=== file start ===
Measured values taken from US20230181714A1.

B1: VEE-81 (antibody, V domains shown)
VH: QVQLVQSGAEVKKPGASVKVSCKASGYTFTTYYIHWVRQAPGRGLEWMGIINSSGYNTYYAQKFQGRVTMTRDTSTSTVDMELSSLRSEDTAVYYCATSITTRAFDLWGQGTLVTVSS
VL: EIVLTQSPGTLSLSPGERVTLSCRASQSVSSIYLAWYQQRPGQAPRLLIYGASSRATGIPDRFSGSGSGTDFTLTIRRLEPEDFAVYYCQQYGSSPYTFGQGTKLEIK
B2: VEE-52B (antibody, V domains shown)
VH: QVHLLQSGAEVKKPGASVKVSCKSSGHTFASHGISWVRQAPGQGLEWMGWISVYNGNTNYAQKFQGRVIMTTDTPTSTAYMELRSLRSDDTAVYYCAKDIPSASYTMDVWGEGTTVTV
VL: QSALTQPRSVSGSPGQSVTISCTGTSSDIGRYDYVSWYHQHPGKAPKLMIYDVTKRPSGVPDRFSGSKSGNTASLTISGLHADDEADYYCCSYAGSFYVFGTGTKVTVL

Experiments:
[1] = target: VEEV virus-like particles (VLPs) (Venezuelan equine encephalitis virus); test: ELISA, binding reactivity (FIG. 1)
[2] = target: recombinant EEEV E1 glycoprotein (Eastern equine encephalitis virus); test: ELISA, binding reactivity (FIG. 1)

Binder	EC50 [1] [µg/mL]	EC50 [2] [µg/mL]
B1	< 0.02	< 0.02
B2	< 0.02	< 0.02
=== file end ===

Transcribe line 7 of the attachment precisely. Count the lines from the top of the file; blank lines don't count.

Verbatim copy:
VL: QSALTQPRSVSGSPGQSVTISCTGTSSDIGRYDYVSWYHQHPGKAPKLMIYDVTKRPSGVPDRFSGSKSGNTASLTISGLHADDEADYYCCSYAGSFYVFGTGTKVTVL